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If we assume that God knows the future, we think that the only possible way to do that is because He knows all possible states of the system: He could thus "compute" that future. But this "computation" could maybe imply that no "free will" exists. A SECOND WAY to get that information is hereby proposed: as done by a time-machine, the God's eyes could move in the future and simply OBSERVE it. By doing so a) the above doubts of lack of "free will" are cancelled b) God should commit not to modify at least the part of the future that has been observed: since it has been observed by Him, that future must really take place. Are there concerns about the logical validity of the proposed "second way"?

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    Possible duplicate of Is God free to make decisions? – Conifold Nov 4 '18 at 23:06
  • There is not even an overlap between the two questions: this question is concerned with the problem of how it is possible to obtain information regarding the future, in the other question "Is God free to make decisions" this problem is not an issue and it is assumed that the future is someway already known. – Claudio Zanella Nov 5 '18 at 0:01
  • The definition of duplicate is not that there is any relation between questions but rather that the answers answer both. The reasoning in both questions is based on too naive an idea of what omniscience means and how it affects free will, hence they are duplicates. The reading suggestions there also apply here. – Conifold Nov 5 '18 at 0:05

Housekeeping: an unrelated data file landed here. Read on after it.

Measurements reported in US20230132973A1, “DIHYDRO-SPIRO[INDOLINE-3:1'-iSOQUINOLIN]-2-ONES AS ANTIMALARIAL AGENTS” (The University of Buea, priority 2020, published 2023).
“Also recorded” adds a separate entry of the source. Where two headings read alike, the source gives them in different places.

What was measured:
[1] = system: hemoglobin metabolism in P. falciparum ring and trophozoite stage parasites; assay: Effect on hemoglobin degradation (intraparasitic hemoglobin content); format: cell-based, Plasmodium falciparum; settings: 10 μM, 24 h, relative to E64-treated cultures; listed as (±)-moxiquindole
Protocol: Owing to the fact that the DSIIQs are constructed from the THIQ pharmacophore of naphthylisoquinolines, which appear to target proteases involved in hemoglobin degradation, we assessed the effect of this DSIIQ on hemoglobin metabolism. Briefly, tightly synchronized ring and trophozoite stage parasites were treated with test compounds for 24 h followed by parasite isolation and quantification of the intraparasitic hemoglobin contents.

• you don't like my question and I withdraw it but I don't agree that I have a naive idea of the God's "omniscience", the purpose of my questions is to assess what God can do, i.e. what is logical, there is no naivety in that. My first question has been found clear when I posted it. The answers don't answer both, they answer none: my question has been largely answered by "omnibus type" God's theories that didn't address the problem if terms are unclear the right thing to do is ask for clarification rather than provide verbose posts, only with discipline it's possible to make steps forward – Claudio Zanella Nov 5 '18 at 16:45
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    The problems are that God's omniscience is not analogous to human eyesight, he does not "observe" anything from "outside", as he is the active source of everything that is, and on many conceptions he is not subject to time either, so there is no future or past for him. There are legitimate concerns about the interaction between omniscience and free will, but your particular presentation is too human-like to get to them. See the SEP article linked at the other thread, it may help you come up with a more elaborate question. – Conifold Nov 5 '18 at 21:23
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We don't need the detour via a deterministic universe to get the issue with "free will" and "knowing the future". Provided that your god can reveal information to people[1], they could tell a person what that person will do tomorrow. The question then becomes whether that person can decide to act differently from what is fortold.

If they cannot, this is a problem for free will.

If they can, you would need something like changing timelines to reconcile. Then you can either have your god being able to observe "future timelines", and repeat the problem; or you can prohibit them from that and get an issue with "omniscience".

[1] Of course you could have a god that observes the entirety of spacetime, but never acts. Since this god is completely irrelevant, it causes no problems for free will or anything else.

  • 1 God WON'T tell people what they will do in the future, this of course would kill their "free will" 2 observing directly the future doesn't mean that God should refrain from interacting with people: God could observe a certain event in the future AND interact with it (those God's actions will be carried out in that future event). Then He could proceed to the following event and so on until the end of time. – Claudio Zanella Nov 8 '18 at 23:49

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